I alerted friends about a warning of a new Cryptolocker virus. One wrote: “Thanks for the heads up. My default position is to be suspicious of attachments, and even of links. We all have to be so diligent these days.”

She continued: “The weirdest thing happened to me. I misplaced my Chase VISA card so I called the company to put a hold on the account while I dig around for it (it’s probably in a pocket or buried under a stack of papers). I confirmed that no unauthorized charges had been made using the card. Everything seemed fine so I exhaled. But then, within an hour of calling the company, I received an email saying that suspicious activity was seen on my account, [Photo below, right].

“It was easy for me to tell that this was a fraudulent message. Have you ever known a bank to use the word ‘earnestly’ in any communication? And since when is ‘online’ two words? The sender’s email address– secur@fraus6.chas.com–also was a giveaway, as was the fact that they didn’t address me by name. Even the indent on the first line was out of place. Clearly, this was the work of a rank amateur.

“Here’s the thing: Is it a coincidence that this arrived in my email box within an hour of calling to report my Chase card missing, or is something more sinister going on? Did the agent I spoke to during my initial phone call record my info and pass it on to an unauthorized person? I’ll never know. All the nonsense going on in the White House has made me half crazy and might be turning me into a conspiracy theorist! Anyway, as I said before, you can never be too careful.”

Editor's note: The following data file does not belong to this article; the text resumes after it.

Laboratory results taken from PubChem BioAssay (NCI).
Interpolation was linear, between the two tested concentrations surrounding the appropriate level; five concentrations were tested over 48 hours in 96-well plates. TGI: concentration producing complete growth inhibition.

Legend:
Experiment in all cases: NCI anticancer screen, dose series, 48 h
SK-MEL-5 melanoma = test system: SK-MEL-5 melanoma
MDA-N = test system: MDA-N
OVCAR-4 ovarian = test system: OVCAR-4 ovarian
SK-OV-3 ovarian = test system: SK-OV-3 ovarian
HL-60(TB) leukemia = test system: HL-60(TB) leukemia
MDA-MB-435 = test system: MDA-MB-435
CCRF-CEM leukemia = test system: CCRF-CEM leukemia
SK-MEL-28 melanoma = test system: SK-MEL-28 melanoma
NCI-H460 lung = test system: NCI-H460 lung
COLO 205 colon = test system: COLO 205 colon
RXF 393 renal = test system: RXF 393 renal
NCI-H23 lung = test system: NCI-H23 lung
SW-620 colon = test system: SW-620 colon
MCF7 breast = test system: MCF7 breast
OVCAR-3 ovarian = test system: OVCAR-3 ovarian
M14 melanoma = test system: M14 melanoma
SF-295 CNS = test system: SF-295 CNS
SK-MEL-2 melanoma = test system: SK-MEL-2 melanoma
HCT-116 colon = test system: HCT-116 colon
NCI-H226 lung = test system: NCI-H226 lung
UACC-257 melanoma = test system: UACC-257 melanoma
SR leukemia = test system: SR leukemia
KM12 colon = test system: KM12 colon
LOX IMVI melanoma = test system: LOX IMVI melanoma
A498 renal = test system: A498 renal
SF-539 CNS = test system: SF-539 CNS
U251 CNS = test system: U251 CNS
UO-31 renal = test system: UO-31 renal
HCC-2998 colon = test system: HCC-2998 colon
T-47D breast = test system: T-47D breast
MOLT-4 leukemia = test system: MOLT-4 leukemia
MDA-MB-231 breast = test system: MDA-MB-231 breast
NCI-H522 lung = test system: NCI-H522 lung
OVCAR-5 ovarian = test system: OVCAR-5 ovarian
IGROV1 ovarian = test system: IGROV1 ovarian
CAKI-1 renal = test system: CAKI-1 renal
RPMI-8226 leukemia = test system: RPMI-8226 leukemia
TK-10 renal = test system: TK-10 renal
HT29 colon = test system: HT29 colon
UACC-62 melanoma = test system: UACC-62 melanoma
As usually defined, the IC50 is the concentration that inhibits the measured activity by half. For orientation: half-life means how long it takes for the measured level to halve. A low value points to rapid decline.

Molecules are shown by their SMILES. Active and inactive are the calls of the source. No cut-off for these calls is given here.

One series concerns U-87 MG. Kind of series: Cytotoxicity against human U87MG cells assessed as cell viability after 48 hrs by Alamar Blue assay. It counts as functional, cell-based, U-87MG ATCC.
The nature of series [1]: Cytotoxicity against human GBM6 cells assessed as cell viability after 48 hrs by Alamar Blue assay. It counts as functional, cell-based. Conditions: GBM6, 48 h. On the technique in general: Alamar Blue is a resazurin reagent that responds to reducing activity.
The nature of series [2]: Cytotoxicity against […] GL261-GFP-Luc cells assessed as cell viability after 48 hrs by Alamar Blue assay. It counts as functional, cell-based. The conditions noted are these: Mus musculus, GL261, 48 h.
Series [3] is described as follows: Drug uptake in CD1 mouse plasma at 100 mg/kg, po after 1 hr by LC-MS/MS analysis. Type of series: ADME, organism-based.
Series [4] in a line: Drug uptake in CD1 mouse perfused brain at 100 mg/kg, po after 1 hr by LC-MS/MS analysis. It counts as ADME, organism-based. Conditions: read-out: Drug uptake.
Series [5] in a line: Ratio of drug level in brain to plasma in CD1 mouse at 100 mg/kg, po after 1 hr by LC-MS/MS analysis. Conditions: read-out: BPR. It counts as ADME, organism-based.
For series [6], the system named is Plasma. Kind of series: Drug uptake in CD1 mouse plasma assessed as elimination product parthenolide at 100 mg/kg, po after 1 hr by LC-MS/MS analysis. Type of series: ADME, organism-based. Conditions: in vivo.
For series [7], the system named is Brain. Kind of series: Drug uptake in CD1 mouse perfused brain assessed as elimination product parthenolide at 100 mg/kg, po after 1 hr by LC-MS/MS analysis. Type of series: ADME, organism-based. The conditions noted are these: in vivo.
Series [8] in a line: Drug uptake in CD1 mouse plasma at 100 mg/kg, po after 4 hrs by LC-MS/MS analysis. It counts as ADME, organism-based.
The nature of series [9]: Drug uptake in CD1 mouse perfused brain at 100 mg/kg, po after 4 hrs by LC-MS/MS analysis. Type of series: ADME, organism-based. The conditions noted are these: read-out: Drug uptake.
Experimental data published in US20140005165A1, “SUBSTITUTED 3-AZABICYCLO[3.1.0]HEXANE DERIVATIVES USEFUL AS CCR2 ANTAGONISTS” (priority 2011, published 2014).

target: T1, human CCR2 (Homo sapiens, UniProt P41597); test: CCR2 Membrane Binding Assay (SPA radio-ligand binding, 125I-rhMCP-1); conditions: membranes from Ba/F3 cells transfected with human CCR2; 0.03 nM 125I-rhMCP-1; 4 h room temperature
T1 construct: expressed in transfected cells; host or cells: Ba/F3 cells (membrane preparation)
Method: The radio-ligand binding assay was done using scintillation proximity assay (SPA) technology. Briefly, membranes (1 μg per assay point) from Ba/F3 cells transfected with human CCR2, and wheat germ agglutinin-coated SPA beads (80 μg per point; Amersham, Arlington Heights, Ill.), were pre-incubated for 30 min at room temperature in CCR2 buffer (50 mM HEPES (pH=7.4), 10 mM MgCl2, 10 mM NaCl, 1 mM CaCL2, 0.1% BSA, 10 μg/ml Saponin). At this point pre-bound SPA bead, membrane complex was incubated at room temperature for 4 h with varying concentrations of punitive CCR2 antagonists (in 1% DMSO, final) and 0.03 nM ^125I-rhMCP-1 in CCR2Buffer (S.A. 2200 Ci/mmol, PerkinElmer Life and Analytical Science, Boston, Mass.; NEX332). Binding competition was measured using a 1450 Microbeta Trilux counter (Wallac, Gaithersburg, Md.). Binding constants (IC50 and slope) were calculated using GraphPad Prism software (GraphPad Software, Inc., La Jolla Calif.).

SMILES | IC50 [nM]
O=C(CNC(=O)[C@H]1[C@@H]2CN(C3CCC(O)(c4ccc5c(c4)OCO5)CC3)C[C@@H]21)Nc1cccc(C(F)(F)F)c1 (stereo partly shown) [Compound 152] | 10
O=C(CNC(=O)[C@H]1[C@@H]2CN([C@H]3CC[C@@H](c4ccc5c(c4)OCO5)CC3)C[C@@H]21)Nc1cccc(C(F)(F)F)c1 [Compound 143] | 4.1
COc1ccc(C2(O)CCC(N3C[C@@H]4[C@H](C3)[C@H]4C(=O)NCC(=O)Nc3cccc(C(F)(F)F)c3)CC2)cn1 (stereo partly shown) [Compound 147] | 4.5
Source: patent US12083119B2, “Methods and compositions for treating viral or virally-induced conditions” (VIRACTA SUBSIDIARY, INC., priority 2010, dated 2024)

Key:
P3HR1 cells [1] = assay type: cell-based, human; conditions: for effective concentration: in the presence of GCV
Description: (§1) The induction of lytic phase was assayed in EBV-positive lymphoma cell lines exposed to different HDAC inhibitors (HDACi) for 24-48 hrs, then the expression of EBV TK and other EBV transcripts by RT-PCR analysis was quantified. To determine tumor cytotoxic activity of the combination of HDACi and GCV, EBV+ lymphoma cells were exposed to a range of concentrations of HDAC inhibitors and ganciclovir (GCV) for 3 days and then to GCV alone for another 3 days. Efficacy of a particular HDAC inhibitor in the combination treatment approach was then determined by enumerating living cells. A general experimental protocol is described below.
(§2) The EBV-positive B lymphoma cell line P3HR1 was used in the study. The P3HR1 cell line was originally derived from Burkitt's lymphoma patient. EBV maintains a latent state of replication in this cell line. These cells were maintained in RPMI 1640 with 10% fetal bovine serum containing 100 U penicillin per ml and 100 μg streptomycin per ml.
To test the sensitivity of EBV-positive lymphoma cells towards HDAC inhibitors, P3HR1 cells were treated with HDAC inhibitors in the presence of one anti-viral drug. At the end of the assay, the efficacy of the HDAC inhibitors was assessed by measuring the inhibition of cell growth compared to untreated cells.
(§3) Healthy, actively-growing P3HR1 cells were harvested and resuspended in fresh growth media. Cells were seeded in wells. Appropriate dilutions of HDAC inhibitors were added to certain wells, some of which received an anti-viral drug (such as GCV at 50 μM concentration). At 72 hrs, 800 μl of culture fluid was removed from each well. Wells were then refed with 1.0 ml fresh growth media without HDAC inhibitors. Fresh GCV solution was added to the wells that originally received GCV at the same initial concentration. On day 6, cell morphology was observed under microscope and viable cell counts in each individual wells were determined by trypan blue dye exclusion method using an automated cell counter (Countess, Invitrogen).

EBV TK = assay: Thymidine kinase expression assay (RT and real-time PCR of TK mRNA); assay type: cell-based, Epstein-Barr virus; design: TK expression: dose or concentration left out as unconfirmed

Have you identified any email oddities that could lead to trouble? What good is it to a scoundrel pretending to be someone else to have people link in with him? Do you think that my friend’s email from a faux Chase bank rep was coincidence or something more threatening? How do you protect your computer and your identity?

Photo: blackenedroots.com

Service of It Must Work Because I Keep Hearing It

Thursday, June 15th, 2017

Some commercials have always irritated me and they don’t get better with time. The adverts must do well or they would either be pulled or changed. For me they cause one action: I change stations.

I never again want to hear about My Pillow. While clearly a great success—bloomberg.com reported that Michael Lindell has sold 26 million of them at $45 or more each and has a workforce of 1,500–I’m not tempted and I’m clearly alone. According to Josh Dean in “The Preposterous Success Story of America’s Pillow King” “…a huge number of them [are sold] directly to consumers who call and order by phone after seeing or hearing one of his inescapable TV and radio ads.”

FortuneBuilder seminar Photo: pinterest

In the Flip This House commercial you learn that the company is looking for “a few good people,” to join them. By now, in the NY Metro area alone, they must have found thousands or, based on years of hearing the same ad, they are really selling something else, like classes, which they are. FortuneBuilders is the name of the company that produces free 90 minute seminars offering the opportunity for more that you pay for. The Central Texas Better Business Bureau president Bill McGuire, with 22 years as a banker under his belt, told Brooke West, a reporter at theeagle.com “‘if it sounds too good to be true it probably is. Most of the folks [who will attend the seminars] are regular people interested in making money, and that’s what their focus is,’ McGuire said. ‘But these [FortuneBuilder representatives] are going to get into their back pockets.’” ‘Nuff said.